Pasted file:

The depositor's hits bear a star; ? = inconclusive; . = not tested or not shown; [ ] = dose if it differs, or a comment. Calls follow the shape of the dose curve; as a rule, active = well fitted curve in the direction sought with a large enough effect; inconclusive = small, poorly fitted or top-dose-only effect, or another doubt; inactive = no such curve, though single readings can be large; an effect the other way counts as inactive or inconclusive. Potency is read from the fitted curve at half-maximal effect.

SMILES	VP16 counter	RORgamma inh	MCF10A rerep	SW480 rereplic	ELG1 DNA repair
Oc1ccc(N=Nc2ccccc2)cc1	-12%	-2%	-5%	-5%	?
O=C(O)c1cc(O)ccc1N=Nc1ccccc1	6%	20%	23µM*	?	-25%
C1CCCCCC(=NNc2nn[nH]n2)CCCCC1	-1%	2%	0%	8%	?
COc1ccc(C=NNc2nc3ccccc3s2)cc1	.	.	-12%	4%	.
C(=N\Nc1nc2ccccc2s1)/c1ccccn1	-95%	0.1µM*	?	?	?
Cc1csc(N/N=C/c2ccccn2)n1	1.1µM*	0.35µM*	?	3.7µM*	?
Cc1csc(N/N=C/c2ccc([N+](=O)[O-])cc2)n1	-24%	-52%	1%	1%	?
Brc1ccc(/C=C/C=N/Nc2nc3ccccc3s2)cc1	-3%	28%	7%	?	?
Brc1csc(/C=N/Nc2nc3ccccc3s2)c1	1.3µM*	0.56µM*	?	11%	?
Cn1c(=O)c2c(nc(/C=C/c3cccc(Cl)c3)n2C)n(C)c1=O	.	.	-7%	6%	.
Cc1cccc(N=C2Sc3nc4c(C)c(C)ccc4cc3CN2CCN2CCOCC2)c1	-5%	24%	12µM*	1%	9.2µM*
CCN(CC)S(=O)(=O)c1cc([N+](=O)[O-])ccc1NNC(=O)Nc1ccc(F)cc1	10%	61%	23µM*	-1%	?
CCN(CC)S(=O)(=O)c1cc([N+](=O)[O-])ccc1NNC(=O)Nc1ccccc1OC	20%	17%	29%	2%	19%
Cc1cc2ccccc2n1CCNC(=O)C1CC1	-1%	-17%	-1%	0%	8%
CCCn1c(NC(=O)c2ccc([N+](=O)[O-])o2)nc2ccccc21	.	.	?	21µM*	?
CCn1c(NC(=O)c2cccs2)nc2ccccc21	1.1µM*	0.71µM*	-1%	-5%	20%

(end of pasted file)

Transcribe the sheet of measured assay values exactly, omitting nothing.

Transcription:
The depositor's hits bear a star; ? = inconclusive; . = not tested or not shown; [ ] = dose if it differs, or a comment. Calls follow the shape of the dose curve; as a rule, active = well fitted curve in the direction sought with a large enough effect; inconclusive = small, poorly fitted or top-dose-only effect, or another doubt; inactive = no such curve, though single readings can be large; an effect the other way counts as inactive or inconclusive. Potency is read from the fitted curve at half-maximal effect.

SMILES	VP16 counter	RORgamma inh	MCF10A rerep	SW480 rereplic	ELG1 DNA repair
Oc1ccc(N=Nc2ccccc2)cc1	-12%	-2%	-5%	-5%	?
O=C(O)c1cc(O)ccc1N=Nc1ccccc1	6%	20%	23µM*	?	-25%
C1CCCCCC(=NNc2nn[nH]n2)CCCCC1	-1%	2%	0%	8%	?
COc1ccc(C=NNc2nc3ccccc3s2)cc1	.	.	-12%	4%	.
C(=N\Nc1nc2ccccc2s1)/c1ccccn1	-95%	0.1µM*	?	?	?
Cc1csc(N/N=C/c2ccccn2)n1	1.1µM*	0.35µM*	?	3.7µM*	?
Cc1csc(N/N=C/c2ccc([N+](=O)[O-])cc2)n1	-24%	-52%	1%	1%	?
Brc1ccc(/C=C/C=N/Nc2nc3ccccc3s2)cc1	-3%	28%	7%	?	?
Brc1csc(/C=N/Nc2nc3ccccc3s2)c1	1.3µM*	0.56µM*	?	11%	?
Cn1c(=O)c2c(nc(/C=C/c3cccc(Cl)c3)n2C)n(C)c1=O	.	.	-7%	6%	.
Cc1cccc(N=C2Sc3nc4c(C)c(C)ccc4cc3CN2CCN2CCOCC2)c1	-5%	24%	12µM*	1%	9.2µM*
CCN(CC)S(=O)(=O)c1cc([N+](=O)[O-])ccc1NNC(=O)Nc1ccc(F)cc1	10%	61%	23µM*	-1%	?
CCN(CC)S(=O)(=O)c1cc([N+](=O)[O-])ccc1NNC(=O)Nc1ccccc1OC	20%	17%	29%	2%	19%
Cc1cc2ccccc2n1CCNC(=O)C1CC1	-1%	-17%	-1%	0%	8%
CCCn1c(NC(=O)c2ccc([N+](=O)[O-])o2)nc2ccccc21	.	.	?	21µM*	?
CCn1c(NC(=O)c2cccs2)nc2ccccc21	1.1µM*	0.71µM*	-1%	-5%	20%